10 Ecofriendly Tips and Tricks for Cleaning Your Home

Article by: Luisa Rollenhagen

Chemical based cleaning products have drawbacks: They’re pricey, they may trigger health issues and their manufacture, use and disposal can harm the environment. So if you’re approaching a spring cleaning of your home this year, why not consider these effective all-natural cleaning alternatives?

Lemon

Lemons are nature’s cleaning wunderkind. They have powerful antiseptic and antibacterial properties and are a natural deodorizer due to their high acidic content. Here are some suggestions for how to use lemons in your home: 
Have your copper pans lost their shine? Dip half a lemon in salt or baking powder to scour your pans to their former glory.Mix a bit of lemon juice with baking soda to remove stains from plastic containers. Combine lemon peel and white vinegar in a jar, allow to marinate for a few days, then strain out the peel to use the vinegar as a cleaner. A small dish containing vinegar and lemon juice will absorb odors.Rub a slice of lemon across your chopping board to disinfect the surface.

Baking Soda

Baking soda, like lemon, is another one of nature’s cleaners. Also known as sodium bicarbonate, this mildly alkaline substance functions as a gentle abrasive, deodorant and more. 

A thick paste of baking soda and water can be useful in removing surface rust. A more liquid mixture of baking soda and water can function as an all-purpose light cleaner that’s particularly effective on grease. 

Clean your oven. A thick paste of baking soda and water can be applied to the bottom of the oven to clean it. Let it sit for a couple of hours or overnight before scraping it off and wiping the surface.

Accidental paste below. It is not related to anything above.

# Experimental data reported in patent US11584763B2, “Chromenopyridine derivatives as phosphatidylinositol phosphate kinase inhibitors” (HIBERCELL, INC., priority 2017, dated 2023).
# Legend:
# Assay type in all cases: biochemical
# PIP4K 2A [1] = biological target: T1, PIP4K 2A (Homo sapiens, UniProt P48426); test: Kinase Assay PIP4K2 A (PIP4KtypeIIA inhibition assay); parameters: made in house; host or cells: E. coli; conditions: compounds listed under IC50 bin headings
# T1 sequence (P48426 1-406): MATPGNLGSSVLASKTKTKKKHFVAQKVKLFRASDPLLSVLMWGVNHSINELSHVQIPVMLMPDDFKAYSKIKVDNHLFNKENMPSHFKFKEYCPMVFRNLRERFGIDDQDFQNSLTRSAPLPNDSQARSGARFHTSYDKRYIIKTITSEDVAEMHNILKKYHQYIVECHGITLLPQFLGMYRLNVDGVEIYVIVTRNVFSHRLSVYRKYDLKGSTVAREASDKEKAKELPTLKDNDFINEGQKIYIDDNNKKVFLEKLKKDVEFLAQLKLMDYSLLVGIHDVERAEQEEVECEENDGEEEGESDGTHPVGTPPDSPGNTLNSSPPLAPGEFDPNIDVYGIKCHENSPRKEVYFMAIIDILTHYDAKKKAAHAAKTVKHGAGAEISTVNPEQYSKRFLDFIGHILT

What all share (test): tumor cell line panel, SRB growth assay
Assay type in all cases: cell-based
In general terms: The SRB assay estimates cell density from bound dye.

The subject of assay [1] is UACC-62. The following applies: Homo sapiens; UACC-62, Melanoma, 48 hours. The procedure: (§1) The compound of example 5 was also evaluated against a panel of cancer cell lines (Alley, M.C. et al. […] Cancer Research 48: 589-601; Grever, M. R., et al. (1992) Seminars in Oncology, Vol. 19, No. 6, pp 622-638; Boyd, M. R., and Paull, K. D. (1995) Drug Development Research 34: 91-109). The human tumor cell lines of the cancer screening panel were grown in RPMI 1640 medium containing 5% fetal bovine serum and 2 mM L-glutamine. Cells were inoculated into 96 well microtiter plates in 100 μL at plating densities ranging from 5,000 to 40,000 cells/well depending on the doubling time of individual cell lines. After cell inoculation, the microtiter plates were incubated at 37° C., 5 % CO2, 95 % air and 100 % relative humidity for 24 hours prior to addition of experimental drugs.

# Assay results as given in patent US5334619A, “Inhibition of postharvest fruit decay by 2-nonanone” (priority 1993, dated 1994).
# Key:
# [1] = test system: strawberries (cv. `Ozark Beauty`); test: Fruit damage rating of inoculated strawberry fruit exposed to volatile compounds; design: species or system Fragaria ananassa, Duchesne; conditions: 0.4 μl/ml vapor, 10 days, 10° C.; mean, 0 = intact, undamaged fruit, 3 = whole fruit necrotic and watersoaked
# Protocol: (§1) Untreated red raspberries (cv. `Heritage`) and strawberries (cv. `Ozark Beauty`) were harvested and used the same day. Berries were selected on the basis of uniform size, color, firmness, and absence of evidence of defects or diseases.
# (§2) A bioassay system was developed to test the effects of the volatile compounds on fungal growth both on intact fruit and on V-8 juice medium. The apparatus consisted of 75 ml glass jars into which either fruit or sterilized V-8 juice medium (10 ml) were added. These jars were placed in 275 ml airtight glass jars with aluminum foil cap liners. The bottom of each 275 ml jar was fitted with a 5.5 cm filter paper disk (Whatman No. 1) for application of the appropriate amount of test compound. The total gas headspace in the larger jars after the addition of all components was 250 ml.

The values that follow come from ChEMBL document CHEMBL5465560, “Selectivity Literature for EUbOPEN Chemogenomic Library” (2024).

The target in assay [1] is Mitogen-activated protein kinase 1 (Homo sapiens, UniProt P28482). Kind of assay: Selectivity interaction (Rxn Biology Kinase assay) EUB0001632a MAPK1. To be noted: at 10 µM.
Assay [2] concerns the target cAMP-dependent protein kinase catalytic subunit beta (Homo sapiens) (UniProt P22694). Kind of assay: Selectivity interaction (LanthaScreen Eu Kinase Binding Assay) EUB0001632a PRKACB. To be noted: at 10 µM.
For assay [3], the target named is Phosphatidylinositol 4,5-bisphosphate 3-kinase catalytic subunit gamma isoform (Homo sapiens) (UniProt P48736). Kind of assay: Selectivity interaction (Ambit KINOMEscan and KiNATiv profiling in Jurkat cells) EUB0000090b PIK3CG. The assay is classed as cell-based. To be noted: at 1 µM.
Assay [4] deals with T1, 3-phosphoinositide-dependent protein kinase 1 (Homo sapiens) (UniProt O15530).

Brighten the bowl. Baking soda also is a winner in the bathroom. Throw a cup of baking soda into the toilet bowl and let it sit for more than an hour. Then add a cup of white vinegar, let the mixture sit for a while longer, and flush.


Safely clean your clothes. Baking soda also is a great addition to your laundry room. When added to your washing machine, it can soften your clothes and remove any unpleasant odors.

Fun fact: If your clothes happen to be contaminated with uranium, add a cup of baking soda to the wash to get rid of that pesky nuclear radiation. This sounds like a joke, but it’s not. Apparently scientists have discovered that sodium bicarbonate will bind with depleted uranium dust and remove it from clothes, which chemical detergents can’t manage. Talk about an all-purpose cleaner. Nonetheless, don’t go playing in uranium dust anytime soon, kids.

White Vinegar

Mentioned a couple of times already, white vinegar is a weak acetic acid that can be used in almost all aspects of home cleaning, as it has strong antibacterial properties. 

Vinegar diluted in water is an effective stain remover for various textiles. It’s also a great natural deodorizer, and can be combined with various other natural products, such as lemon juice, to absorb odors. Simmer vinegar with water on the stove while cooking to prevent cooking odors. Vinegar can help remove strong scents left over from fish, onion and garlic too.

Refresh your dishwasher. If your dishwasher could use a thorough cleaning, ditch the expensive chemical tabs and instead fill a dishwasher-safe bowl with two cups of white vinegar and set it on the top rack. Let the otherwise empty dishwasher run one cycle to get rid of any odors and bacteria.

Descale your kettle. Vinegar is your friend again here, although you can use lemon juice, too. Pour a 50/50 mixture of white vinegar and water into your kettle, allow it to boil, then rinse the kettle out once it cools down a little but is still warm.

Make your windows shine. Vinegar to the rescue again. Fill an empty spray bottle with a 50/50 mixture of white vinegar and water and use a microfiber cloth to wipe down your windows and avoid any streaking. This also works wonders for mirrors.

Keep those tiles sparkly. The grout between tiles in the bathroom can quickly accumulate mold, which is both unsightly and unhealthy. Remove it by mixing one part carbonated water with one part white vinegar and spray it on the moldy areas. 

If the grime still doesn’t scrub off, add two parts baking soda to the vinegar-water mix to make a thick paste. Let the mixture sit on the grout for at least 15 minutes before scrubbing it off.